Too famous to edit?

I spend a little part of every day on Twitter. I probably spend too much time on Twitter, if I’m honest. Sometimes, it’s a bit … meh, and sometimes it’s red hot.

Yesterday, someone I followed posted this:

“You know when artists get so famous their work isn’t edited properly …”

and they went on to quote a few pieces of work.
Basically asking if the bigger the author gets, reputation- and following-wise, the more influence they have on the production side of their book. Specifically, editing.

Cue TwitterStorm. “Are you saying long books are rubbish?” No, they weren’t.
“Are you saying books are over-long drivel?” No, they weren’t.

Some authors engaged, on differing sides of the discussion. Some authors, and non-authors, and lots of men, hurled abuse. Leaping straight into abuse is not a good look. That happens a lot nowadays. Any opinion you voice becomes a spark to ignite the powder. No one says “I respectfully disagree”.

Remember the famous quote, often attributed to Voltaire, but was actually coined by Evelyn Beatrice Hall, writing under the pseudonym S. G. Tallentyre? In The Friends of Voltaire, Hall wrote the phrase:

“I disapprove of what you say, but I will defend to the death your right to say it”.

That seems to have gone out of the window now. It’s now “I disapprove of what you say, and you’re a ***ing **** **** * for even having the temerity for saying it. And by the way, you look like a fish”.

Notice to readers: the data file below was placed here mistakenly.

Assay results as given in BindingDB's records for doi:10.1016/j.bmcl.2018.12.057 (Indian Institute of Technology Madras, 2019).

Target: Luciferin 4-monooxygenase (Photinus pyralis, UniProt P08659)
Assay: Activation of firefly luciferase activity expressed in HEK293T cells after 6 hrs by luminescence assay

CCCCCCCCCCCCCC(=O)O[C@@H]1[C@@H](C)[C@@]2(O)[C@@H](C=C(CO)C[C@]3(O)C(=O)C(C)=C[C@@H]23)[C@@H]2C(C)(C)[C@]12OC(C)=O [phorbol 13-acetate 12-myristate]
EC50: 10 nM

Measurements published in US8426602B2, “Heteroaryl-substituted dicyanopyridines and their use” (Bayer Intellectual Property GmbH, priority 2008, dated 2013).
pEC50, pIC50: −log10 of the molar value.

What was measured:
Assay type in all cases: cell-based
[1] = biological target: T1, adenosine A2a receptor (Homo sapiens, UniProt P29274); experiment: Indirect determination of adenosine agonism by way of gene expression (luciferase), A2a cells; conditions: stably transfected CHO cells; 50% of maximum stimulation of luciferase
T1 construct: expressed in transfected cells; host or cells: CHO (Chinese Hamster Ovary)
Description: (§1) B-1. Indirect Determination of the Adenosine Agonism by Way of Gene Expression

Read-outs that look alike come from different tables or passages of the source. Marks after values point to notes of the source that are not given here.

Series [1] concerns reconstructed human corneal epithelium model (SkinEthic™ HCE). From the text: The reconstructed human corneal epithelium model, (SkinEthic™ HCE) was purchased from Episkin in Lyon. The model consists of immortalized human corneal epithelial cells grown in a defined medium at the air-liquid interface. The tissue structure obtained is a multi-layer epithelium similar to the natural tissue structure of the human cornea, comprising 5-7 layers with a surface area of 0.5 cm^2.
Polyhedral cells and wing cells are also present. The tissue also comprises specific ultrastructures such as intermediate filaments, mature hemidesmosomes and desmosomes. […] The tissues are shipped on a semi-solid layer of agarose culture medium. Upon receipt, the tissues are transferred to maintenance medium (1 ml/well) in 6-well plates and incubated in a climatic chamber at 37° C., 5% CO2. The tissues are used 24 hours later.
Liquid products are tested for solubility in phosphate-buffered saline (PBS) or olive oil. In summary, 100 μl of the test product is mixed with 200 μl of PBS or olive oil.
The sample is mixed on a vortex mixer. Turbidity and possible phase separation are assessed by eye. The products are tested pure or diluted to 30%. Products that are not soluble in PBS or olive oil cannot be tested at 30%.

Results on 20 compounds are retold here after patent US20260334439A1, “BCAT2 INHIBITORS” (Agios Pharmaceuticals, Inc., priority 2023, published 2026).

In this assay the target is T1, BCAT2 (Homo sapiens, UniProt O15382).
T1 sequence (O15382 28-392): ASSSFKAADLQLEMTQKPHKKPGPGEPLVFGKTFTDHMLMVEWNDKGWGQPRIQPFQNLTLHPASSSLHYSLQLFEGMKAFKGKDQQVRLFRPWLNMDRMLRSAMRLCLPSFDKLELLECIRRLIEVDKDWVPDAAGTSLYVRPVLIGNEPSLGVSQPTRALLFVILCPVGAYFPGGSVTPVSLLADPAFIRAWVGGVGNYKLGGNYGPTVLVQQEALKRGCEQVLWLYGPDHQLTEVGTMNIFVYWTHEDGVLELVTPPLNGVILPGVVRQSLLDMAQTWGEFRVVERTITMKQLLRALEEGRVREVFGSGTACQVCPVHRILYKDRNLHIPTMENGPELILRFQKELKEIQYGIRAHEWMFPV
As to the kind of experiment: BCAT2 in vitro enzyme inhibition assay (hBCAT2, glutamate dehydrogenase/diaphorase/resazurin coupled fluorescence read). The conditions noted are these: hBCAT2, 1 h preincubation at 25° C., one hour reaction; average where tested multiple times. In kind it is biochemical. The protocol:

And so, to the question. And I’m afraid I’m on the side of ‘aye’. I’ve read books that I thought were over-long – unnecessarily over-long. I’ve read some long books, and really enjoyed them. At the end of the day, the specific word count for a novel doesn’t matter a jot, as long as it meets genre and reader expectations. By and large, romance is shorter, epic fantasy longer. Crime is pretty much in the middle.

I’m reminded of a book club, where we read the latest novel by a Booker prize winner. Our group was about 12 strong, mainly female, with 2-3 men, if I remember correctly. The book we read was over 600 pages long. Not small pages and large type – 600 ‘normal’ paperback pages.

No one finished the book. No one liked the book. I gave up at about the one-third point, when a character was attending a banquet. And the author listed item after item after item. Several paragraphs of foodstuffs, as though the author had Googled “what could be served at a banquet in the mid-1800s” and had then done a massive copy-paste job to boost their word count. Seriously. Call me a Luddite, call me an infidel, call me Ishmael. But no, nothing was gained by inserting that mahoosive list in the middle of a book. It added nothing to the narrative.

Also, I understand that editors can sometimes misunderstand authors, or that they won’t ‘get’ the writing, and can be ‘over-eager’ in their editing suggestions. I’ve had readers misunderstand, or think something is unrealistic, or that there is too much of ‘me’ in the writing (author intrusion).

Yes, I get it. The relationship between an author and an editor is one based on trust. And one thing is absolutely clear – there is not a piece of work written that can’t be improved by a little judicious editing before it’s published. Not one. Find an editor you like, folks, and use them before you publish your novels.

To finish off, here’s a little piece from Anne Rice, author of (amongst many other things) The Vampire Chronicles. She’s had 36 novels published and sold nearly 100 million copies.

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Release of MELTDOWN